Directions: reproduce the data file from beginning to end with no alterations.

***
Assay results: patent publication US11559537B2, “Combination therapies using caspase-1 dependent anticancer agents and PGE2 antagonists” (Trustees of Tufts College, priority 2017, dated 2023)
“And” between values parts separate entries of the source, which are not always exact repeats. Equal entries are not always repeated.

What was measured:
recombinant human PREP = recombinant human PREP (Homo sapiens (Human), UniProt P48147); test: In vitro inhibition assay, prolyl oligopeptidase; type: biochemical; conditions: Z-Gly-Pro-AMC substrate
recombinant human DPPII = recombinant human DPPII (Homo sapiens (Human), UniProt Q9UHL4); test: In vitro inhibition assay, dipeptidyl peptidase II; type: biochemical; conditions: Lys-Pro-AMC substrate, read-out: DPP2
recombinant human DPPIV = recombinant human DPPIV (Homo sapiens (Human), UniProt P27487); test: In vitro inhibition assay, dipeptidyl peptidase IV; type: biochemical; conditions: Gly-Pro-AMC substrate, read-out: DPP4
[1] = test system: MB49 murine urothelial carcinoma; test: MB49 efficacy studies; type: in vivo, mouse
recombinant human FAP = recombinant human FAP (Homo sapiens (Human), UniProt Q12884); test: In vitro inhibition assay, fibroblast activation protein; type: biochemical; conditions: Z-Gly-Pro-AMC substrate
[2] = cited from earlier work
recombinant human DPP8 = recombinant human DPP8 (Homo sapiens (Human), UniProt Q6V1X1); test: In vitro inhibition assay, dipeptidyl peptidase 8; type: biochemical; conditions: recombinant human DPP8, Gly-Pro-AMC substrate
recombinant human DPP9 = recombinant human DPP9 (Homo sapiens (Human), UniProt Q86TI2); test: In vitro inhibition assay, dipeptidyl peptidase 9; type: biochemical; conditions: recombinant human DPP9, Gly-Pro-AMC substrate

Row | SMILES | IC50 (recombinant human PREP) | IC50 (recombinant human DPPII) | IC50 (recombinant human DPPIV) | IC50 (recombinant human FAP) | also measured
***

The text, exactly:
Assay results: patent publication US11559537B2, “Combination therapies using caspase-1 dependent anticancer agents and PGE2 antagonists” (Trustees of Tufts College, priority 2017, dated 2023)
“And” between values parts separate entries of the source, which are not always exact repeats. Equal entries are not always repeated.

What was measured:
recombinant human PREP = recombinant human PREP (Homo sapiens (Human), UniProt P48147); test: In vitro inhibition assay, prolyl oligopeptidase; type: biochemical; conditions: Z-Gly-Pro-AMC substrate
recombinant human DPPII = recombinant human DPPII (Homo sapiens (Human), UniProt Q9UHL4); test: In vitro inhibition assay, dipeptidyl peptidase II; type: biochemical; conditions: Lys-Pro-AMC substrate, read-out: DPP2
recombinant human DPPIV = recombinant human DPPIV (Homo sapiens (Human), UniProt P27487); test: In vitro inhibition assay, dipeptidyl peptidase IV; type: biochemical; conditions: Gly-Pro-AMC substrate, read-out: DPP4
[1] = test system: MB49 murine urothelial carcinoma; test: MB49 efficacy studies; type: in vivo, mouse
recombinant human FAP = recombinant human FAP (Homo sapiens (Human), UniProt Q12884); test: In vitro inhibition assay, fibroblast activation protein; type: biochemical; conditions: Z-Gly-Pro-AMC substrate
[2] = cited from earlier work
recombinant human DPP8 = recombinant human DPP8 (Homo sapiens (Human), UniProt Q6V1X1); test: In vitro inhibition assay, dipeptidyl peptidase 8; type: biochemical; conditions: recombinant human DPP8, Gly-Pro-AMC substrate
recombinant human DPP9 = recombinant human DPP9 (Homo sapiens (Human), UniProt Q86TI2); test: In vitro inhibition assay, dipeptidyl peptidase 9; type: biochemical; conditions: recombinant human DPP9, Gly-Pro-AMC substrate

Row | SMILES | IC50 (recombinant human PREP) | IC50 (recombinant human DPPII) | IC50 (recombinant human DPPIV) | IC50 (recombinant human FAP) | also measured